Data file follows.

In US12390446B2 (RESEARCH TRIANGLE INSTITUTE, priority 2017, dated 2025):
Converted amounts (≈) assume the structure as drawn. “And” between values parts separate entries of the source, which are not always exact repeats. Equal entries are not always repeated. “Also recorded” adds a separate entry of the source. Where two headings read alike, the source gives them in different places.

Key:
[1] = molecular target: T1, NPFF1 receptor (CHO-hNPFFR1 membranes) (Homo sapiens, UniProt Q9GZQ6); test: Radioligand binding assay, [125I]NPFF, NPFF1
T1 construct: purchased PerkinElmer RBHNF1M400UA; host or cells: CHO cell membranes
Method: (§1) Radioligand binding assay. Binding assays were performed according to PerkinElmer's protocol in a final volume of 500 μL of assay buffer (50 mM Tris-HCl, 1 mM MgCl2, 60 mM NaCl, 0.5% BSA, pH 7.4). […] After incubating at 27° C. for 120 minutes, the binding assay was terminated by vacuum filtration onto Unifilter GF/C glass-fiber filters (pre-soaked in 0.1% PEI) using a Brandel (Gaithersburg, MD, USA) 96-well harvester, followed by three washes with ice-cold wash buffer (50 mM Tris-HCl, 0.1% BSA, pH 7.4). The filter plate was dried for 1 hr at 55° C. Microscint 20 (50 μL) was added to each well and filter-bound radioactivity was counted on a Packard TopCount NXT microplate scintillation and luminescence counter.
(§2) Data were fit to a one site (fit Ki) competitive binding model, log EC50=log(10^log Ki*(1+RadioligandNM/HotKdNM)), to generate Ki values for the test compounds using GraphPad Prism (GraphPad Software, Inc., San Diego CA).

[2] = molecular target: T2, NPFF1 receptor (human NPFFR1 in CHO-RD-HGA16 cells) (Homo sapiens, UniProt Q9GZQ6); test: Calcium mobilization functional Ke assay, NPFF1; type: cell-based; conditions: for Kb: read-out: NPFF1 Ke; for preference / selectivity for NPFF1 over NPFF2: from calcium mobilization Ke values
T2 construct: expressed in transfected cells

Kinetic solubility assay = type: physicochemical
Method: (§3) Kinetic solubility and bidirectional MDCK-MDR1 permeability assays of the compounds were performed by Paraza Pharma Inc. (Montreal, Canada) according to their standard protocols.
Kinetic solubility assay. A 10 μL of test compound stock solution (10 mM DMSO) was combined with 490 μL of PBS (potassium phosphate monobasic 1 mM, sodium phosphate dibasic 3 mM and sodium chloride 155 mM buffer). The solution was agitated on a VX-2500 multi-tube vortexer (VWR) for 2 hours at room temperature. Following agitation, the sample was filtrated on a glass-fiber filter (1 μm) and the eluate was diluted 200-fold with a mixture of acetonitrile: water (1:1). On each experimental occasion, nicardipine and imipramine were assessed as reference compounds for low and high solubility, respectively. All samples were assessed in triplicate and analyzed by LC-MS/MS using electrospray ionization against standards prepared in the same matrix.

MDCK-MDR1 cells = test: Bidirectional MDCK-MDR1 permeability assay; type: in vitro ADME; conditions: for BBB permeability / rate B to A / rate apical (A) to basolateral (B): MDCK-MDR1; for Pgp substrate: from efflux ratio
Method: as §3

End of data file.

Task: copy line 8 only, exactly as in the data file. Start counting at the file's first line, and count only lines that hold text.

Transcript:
[2] = molecular target: T2, NPFF1 receptor (human NPFFR1 in CHO-RD-HGA16 cells) (Homo sapiens, UniProt Q9GZQ6); test: Calcium mobilization functional Ke assay, NPFF1; type: cell-based; conditions: for Kb: read-out: NPFF1 Ke; for preference / selectivity for NPFF1 over NPFF2: from calcium mobilization Ke values